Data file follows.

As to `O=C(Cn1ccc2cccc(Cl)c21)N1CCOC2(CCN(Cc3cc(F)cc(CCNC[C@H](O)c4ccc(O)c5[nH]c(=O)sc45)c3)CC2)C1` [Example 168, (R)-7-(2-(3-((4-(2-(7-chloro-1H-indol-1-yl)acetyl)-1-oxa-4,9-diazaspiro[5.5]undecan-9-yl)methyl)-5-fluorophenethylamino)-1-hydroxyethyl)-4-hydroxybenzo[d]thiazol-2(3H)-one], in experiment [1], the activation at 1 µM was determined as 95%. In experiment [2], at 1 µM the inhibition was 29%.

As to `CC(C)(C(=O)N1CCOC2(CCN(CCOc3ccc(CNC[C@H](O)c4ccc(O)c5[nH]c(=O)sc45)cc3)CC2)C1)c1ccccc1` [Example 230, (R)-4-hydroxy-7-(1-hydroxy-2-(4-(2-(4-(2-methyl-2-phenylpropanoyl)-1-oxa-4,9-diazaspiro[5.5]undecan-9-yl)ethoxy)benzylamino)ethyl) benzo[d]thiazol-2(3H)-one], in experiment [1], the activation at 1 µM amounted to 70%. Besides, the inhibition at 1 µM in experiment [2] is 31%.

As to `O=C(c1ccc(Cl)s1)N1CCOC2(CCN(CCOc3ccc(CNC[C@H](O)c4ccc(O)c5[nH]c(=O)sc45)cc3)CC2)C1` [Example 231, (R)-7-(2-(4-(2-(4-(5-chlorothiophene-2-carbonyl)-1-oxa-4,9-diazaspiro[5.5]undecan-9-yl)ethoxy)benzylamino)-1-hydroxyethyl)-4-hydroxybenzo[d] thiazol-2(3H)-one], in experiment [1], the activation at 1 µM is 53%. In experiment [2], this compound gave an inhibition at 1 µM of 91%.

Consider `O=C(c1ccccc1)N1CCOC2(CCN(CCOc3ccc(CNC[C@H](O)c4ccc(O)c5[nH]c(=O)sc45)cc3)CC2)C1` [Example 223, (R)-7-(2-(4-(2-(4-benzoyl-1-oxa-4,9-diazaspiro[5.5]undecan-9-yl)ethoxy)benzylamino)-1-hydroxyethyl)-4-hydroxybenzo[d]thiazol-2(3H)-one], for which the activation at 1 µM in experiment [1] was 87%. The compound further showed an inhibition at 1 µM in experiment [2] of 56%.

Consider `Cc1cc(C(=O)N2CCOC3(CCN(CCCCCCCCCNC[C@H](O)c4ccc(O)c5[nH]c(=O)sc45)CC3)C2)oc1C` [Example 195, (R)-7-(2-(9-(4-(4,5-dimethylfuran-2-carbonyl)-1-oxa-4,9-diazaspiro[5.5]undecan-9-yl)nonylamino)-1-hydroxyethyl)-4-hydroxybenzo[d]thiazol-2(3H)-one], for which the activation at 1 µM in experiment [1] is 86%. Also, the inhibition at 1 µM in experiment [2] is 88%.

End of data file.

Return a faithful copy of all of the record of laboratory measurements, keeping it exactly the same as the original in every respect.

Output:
As to `O=C(Cn1ccc2cccc(Cl)c21)N1CCOC2(CCN(Cc3cc(F)cc(CCNC[C@H](O)c4ccc(O)c5[nH]c(=O)sc45)c3)CC2)C1` [Example 168, (R)-7-(2-(3-((4-(2-(7-chloro-1H-indol-1-yl)acetyl)-1-oxa-4,9-diazaspiro[5.5]undecan-9-yl)methyl)-5-fluorophenethylamino)-1-hydroxyethyl)-4-hydroxybenzo[d]thiazol-2(3H)-one], in experiment [1], the activation at 1 µM was determined as 95%. In experiment [2], at 1 µM the inhibition was 29%.

As to `CC(C)(C(=O)N1CCOC2(CCN(CCOc3ccc(CNC[C@H](O)c4ccc(O)c5[nH]c(=O)sc45)cc3)CC2)C1)c1ccccc1` [Example 230, (R)-4-hydroxy-7-(1-hydroxy-2-(4-(2-(4-(2-methyl-2-phenylpropanoyl)-1-oxa-4,9-diazaspiro[5.5]undecan-9-yl)ethoxy)benzylamino)ethyl) benzo[d]thiazol-2(3H)-one], in experiment [1], the activation at 1 µM amounted to 70%. Besides, the inhibition at 1 µM in experiment [2] is 31%.

As to `O=C(c1ccc(Cl)s1)N1CCOC2(CCN(CCOc3ccc(CNC[C@H](O)c4ccc(O)c5[nH]c(=O)sc45)cc3)CC2)C1` [Example 231, (R)-7-(2-(4-(2-(4-(5-chlorothiophene-2-carbonyl)-1-oxa-4,9-diazaspiro[5.5]undecan-9-yl)ethoxy)benzylamino)-1-hydroxyethyl)-4-hydroxybenzo[d] thiazol-2(3H)-one], in experiment [1], the activation at 1 µM is 53%. In experiment [2], this compound gave an inhibition at 1 µM of 91%.

Consider `O=C(c1ccccc1)N1CCOC2(CCN(CCOc3ccc(CNC[C@H](O)c4ccc(O)c5[nH]c(=O)sc45)cc3)CC2)C1` [Example 223, (R)-7-(2-(4-(2-(4-benzoyl-1-oxa-4,9-diazaspiro[5.5]undecan-9-yl)ethoxy)benzylamino)-1-hydroxyethyl)-4-hydroxybenzo[d]thiazol-2(3H)-one], for which the activation at 1 µM in experiment [1] was 87%. The compound further showed an inhibition at 1 µM in experiment [2] of 56%.

Consider `Cc1cc(C(=O)N2CCOC3(CCN(CCCCCCCCCNC[C@H](O)c4ccc(O)c5[nH]c(=O)sc45)CC3)C2)oc1C` [Example 195, (R)-7-(2-(9-(4-(4,5-dimethylfuran-2-carbonyl)-1-oxa-4,9-diazaspiro[5.5]undecan-9-yl)nonylamino)-1-hydroxyethyl)-4-hydroxybenzo[d]thiazol-2(3H)-one], for which the activation at 1 µM in experiment [1] is 86%. Also, the inhibition at 1 µM in experiment [2] is 88%.